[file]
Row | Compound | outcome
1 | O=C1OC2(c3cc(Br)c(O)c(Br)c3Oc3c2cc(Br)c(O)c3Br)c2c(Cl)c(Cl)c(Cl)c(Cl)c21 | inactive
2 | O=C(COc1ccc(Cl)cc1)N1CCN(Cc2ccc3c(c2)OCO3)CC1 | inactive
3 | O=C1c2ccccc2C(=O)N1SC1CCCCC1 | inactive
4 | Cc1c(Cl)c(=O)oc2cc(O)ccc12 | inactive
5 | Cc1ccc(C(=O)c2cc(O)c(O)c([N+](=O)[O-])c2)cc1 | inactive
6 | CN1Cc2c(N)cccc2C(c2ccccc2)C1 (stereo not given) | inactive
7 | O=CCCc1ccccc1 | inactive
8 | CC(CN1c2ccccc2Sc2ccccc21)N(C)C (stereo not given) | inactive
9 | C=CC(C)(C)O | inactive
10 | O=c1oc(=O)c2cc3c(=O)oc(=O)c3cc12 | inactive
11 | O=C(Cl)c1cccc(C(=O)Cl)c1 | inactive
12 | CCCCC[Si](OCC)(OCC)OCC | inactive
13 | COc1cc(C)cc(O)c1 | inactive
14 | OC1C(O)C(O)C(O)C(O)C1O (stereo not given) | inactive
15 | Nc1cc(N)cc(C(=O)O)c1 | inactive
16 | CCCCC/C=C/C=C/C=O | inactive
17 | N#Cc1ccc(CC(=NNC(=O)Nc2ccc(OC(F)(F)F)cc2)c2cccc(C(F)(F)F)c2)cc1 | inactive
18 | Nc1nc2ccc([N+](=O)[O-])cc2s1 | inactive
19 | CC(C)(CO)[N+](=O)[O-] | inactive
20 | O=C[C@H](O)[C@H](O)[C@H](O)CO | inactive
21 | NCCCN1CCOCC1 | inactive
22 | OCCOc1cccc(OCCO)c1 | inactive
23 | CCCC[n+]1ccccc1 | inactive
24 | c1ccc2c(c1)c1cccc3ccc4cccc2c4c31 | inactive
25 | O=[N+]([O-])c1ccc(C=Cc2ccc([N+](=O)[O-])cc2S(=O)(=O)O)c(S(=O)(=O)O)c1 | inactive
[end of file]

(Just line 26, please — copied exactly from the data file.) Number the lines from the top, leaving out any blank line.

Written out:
25 | O=[N+]([O-])c1ccc(C=Cc2ccc([N+](=O)[O-])cc2S(=O)(=O)O)c(S(=O)(=O)O)c1 | inactive